“The idea that people are quitting — especially younger workers — because they want to work from home is not universally true at all,” Gayeski said. “Many people don’t have homes that are well set-up for work, and especially for younger workers, the office is their major source of socialization, helping them meet new friends and get out of cramped apartments. Employees do, however, want more choice.” 

5. It’s happening because workers have found their true callings.

During the pandemic, It’s true that many of us have made new discoveries about what helps give our lives a sense of meaning, including at work. The idea that this turnover wave is driven primarily by people making drastic, emotion-led life changes, though, is likely an overinflated one. 

“People aren’t resigning en masse because they aren’t in their dream jobs,” Gergo Vari, CEO of recruitment company Lensa, said. “Employees are still as pragmatic as ever about their careers and financial stability. It’s that they see no reason to return to a workplace that won’t help them progress.”

Throughout COVID, companies have been laser-focused on keeping their firms afloat, and employee learning and development initiatives have often fallen by the wayside, Vari added. 

“People clearly desire the chance to advance in their careers, develop new skills, and take on more responsibility,” he said. “If their current employer can’t provide this, why not look for someone who can?”

6. It’s a new phenomenon.

Many companies are looking at this recent resignation wave as something driven by environmental factors that will, once the pandemic fades, similarly go away. The truth, however, is that rates of increased turnover precede the pandemic, Anna Papalia, CEO of Shift Profile and formerly a director of talent, said. 

“Companies are under the impression there isn’t anything they did wrong to contribute to the Great Resignation, and that they couldn’t have done anything to stop it,” she said. “We went into COVID with a shortage of top talent. In 2018 and 2019, the Bureau of Labor Statistics was documenting the workforce shortage. It is not new. Employees have been opting out for a long time, and COVID just exacerbated it.”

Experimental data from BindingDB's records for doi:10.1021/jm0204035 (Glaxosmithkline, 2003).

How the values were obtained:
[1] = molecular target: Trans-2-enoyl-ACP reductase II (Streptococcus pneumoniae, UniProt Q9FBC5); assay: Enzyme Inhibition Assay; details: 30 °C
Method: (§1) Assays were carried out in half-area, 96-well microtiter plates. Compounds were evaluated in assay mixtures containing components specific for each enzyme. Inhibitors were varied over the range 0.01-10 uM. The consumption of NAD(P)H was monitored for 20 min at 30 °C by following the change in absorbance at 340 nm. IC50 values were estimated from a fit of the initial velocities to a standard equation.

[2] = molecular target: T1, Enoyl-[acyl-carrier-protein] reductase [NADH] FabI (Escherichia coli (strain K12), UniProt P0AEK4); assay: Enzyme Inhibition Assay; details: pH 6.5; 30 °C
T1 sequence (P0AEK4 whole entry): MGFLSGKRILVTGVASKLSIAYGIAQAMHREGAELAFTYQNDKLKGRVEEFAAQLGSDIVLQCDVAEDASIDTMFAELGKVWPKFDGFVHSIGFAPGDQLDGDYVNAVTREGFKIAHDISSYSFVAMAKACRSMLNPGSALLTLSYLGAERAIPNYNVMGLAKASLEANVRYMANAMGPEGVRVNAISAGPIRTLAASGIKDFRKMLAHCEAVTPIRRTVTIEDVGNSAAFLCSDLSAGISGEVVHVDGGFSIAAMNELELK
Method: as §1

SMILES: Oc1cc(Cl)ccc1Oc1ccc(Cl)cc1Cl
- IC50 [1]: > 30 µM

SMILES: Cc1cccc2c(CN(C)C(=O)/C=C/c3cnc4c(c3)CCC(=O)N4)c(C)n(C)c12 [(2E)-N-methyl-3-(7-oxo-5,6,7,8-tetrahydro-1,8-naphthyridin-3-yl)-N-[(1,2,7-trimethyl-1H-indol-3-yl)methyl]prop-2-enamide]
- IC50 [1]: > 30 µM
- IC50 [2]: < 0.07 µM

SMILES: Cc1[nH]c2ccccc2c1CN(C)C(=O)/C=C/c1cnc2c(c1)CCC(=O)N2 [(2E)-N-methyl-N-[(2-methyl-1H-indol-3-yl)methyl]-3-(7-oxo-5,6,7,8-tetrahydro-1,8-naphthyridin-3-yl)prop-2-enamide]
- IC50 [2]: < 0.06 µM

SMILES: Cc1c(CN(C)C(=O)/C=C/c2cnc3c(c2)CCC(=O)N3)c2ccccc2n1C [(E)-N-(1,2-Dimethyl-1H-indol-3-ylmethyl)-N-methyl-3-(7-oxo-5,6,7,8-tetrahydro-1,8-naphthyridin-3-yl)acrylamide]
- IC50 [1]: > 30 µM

7. Despite this turnover wave, employers are ultimately still the ones with the power.

In keeping with the idea that the Great Resignation is a trend that started, and will end with, the pandemic, some company leaders believe that employment power structures haven’t changed in the long run. According to Papalia, that couldn’t be further from the truth, though.

“Companies are losing the war on talent because they are operating on an outdated model of interviewing in a position of power,” she said. “Companies are no longer in a position of power. We once had hundreds of applicants for jobs — now, we might have 20 or 30. In order to change the dynamic, companies must take interviewing seriously, which means training internal recruiters and making them accountable.”

8. The Great Resignation will be the downfall of business as we know it.

In some ways, this one actually is true — although not in the way it’s been popularly talked about, James Green, Owner of Build A Head, said. 

“I think the myth that the Great Resignation is somehow going to be the downfall of business is one that should be corrected,” he said. “In America, we’ve been basically stalled on new businesses starting for the last 10 years or so. Now, that’s changing. Entrepreneurs drive innovation, and we can’t evolve as a society if we’re all staying in the same job we’ve had for the last 15 years. We need change, even if it is scary.”

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About the Author

As a writer, Liv McConnell is focused on driving conversations around workplace equity and the right we should all have to careers that see and support our humanity. Additionally, she writes on topics in the reproductive justice space and is training to become a doula.